Niles hosts town hall between community, law enforcement
Published 3:18 pm Wednesday, September 15, 2021
NILES — An event hosted in the heart of Niles this week aimed to help bridge the gap between law enforcement officers and the residents they serve and protect.
Tuesday evening, a town hall was hosted at the Niles City Council Chambers, 1345 E. Main St. Sponsored by Niles City Council Member Georgia Boggs, the meeting brought together community members and area law enforcement to discuss recent changes in how departments handle misdemeanor violations, community safety, drug use and more.
The discussion was led by Niles Director of Public Safety Jim Millin, along with Berrien County Sheriff’s Office Chief Deputy Robert Boyce and Michigan State Police Niles Post Commander Ryan Schoonveld.
Boggs said she wanted to host the town hall meeting both in response to increased crime in the city and to help educate the public on how law enforcement operates.
The meeting was hosted in a question-and-answer format, allowing law enforcement officers to answer questions directly from the audience.
“We want to answer any questions or concerns the citizens of Niles may have with law enforcement,” Millin said. “I’ve done several of these meetings over the years, and the biggest thing is education. A lot of time, citizens have no idea how police operate because they generally don’t have contact with law enforcement, which is a good thing. Times like this allow us to exchange information, educate each other and try to make Niles and the Niles community a better place.”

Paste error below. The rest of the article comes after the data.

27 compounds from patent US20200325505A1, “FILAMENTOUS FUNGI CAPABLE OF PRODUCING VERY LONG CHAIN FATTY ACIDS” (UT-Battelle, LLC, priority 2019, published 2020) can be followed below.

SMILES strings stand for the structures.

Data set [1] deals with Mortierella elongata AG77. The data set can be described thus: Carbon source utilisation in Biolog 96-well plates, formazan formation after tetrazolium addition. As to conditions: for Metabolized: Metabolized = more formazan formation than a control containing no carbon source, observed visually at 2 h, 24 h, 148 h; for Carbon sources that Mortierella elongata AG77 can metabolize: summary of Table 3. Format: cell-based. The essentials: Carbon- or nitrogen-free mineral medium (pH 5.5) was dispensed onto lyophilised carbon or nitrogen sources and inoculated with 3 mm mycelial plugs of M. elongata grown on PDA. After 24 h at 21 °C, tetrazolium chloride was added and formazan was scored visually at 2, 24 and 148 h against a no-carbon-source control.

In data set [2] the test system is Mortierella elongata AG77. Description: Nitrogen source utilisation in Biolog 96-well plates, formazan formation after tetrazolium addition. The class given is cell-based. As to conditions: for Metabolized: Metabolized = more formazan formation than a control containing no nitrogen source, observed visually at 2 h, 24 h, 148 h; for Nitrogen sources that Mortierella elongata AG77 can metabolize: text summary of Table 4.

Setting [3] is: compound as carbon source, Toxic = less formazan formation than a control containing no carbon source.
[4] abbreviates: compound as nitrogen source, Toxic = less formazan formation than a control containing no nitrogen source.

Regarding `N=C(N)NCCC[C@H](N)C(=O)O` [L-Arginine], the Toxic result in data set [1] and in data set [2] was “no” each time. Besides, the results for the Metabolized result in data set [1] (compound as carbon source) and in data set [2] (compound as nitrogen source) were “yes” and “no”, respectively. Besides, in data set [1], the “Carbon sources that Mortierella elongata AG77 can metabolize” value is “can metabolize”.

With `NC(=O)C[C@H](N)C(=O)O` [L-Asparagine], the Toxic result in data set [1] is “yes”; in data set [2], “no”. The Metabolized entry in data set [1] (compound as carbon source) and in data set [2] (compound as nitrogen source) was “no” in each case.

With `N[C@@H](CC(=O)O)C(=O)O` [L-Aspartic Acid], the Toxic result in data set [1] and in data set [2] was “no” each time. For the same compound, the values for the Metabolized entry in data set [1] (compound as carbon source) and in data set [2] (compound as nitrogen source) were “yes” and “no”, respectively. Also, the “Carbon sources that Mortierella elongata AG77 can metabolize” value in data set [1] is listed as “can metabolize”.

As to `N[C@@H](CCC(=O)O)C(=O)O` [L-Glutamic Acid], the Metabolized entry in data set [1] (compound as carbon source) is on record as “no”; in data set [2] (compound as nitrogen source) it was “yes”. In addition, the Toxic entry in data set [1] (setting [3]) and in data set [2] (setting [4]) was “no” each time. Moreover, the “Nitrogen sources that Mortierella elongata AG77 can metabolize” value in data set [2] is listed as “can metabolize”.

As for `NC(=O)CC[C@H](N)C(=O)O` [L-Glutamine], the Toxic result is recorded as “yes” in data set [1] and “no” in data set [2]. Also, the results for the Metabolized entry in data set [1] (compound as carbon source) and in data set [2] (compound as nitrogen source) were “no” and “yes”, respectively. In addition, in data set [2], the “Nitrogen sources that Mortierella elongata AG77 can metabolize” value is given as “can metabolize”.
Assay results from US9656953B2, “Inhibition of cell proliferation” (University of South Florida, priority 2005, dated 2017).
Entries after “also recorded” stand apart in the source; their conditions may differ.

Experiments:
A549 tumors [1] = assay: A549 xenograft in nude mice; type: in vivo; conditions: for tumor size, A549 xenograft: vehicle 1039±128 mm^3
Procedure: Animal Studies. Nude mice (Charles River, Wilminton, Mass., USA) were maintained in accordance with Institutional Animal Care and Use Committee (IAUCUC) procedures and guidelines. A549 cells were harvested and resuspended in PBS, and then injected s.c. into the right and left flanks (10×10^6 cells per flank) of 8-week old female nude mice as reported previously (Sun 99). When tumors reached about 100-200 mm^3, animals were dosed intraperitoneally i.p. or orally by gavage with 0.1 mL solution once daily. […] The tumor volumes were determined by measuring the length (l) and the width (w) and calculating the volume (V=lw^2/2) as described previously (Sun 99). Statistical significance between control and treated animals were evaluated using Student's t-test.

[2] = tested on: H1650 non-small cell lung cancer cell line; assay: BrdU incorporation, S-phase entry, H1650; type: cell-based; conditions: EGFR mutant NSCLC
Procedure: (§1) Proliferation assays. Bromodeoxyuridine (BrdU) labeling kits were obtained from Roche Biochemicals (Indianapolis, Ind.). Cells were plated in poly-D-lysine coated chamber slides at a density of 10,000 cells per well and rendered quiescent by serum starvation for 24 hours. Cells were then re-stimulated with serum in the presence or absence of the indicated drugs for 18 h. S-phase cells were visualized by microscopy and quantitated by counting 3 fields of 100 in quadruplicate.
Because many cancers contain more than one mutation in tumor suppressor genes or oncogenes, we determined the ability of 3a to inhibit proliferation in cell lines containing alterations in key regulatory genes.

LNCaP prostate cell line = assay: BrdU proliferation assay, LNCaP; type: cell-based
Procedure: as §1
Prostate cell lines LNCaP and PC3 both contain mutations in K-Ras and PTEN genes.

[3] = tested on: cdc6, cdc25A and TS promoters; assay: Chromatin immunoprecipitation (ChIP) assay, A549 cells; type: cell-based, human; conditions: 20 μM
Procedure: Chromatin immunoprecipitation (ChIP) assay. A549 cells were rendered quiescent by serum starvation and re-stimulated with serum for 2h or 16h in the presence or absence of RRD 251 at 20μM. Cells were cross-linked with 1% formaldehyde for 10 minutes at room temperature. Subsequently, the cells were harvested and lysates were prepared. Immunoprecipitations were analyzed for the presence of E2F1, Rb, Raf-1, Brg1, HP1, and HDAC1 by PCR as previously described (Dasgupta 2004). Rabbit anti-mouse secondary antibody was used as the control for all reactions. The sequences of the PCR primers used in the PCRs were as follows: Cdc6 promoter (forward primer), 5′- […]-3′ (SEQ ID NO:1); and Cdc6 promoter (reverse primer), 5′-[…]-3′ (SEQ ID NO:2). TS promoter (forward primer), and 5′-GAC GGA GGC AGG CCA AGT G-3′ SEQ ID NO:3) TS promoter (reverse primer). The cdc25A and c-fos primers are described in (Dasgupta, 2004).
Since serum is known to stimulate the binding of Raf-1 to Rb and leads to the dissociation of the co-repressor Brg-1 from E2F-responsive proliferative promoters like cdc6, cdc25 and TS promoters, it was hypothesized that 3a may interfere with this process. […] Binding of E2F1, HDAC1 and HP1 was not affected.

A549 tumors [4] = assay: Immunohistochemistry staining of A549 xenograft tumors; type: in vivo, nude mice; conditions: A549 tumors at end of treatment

The first topic addressed was recent criminal justice reforms passed by the state legislature. In effect since April, the reforms change the way officers respond to certain calls. Aimed at shifting people away from jail unless they are a danger to the public, the reforms recommend that most misdemeanor charges will result in an appearance ticket rather than arrest.
Several residents were concerned that the changes allowed misdemeanor criminals to remain in the community without repercussions. Schoonveld assured attendees that though the changes kept misdemeanor offenders out of jail at the time of the incident, they still had to go through the criminal justice system.
Though the meeting touched on several different topics, many in attendance ultimately wanted to know what could be done to keep their communities and neighborhoods safe.
Though Millin said there are many complexities to law enforcement and the criminal justice system, he believes there is one thing all residents can do to help make their communities safer — work together.
“These are your neighborhoods — you know them better than anybody. You know them better than we do,” he said. “It’s your community. You have to get in touch with us, being willing to talk with us, and we will do everything we can for you. This police department is your police department.”
“We need your help,” Schoonveld added. “We need your help when there is crime going on. If you know things, you have got to say things. Come to us, then we can help by working together.”
Following the meeting, Boggs said she believed the town hall was a success.
“I think it went great,” she said. “People were concerned and asking questions, and I hope it can begin a change in our neighborhood.”